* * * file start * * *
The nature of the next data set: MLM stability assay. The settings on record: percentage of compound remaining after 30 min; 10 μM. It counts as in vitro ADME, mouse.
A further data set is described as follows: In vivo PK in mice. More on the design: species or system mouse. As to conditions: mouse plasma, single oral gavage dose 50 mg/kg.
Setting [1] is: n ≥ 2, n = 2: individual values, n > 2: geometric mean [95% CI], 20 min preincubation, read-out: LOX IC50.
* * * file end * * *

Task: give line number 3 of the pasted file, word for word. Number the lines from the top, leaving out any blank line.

Setting [1] is: n ≥ 2, n = 2: individual values, n > 2: geometric mean [95% CI], 20 min preincubation, read-out: LOX IC50.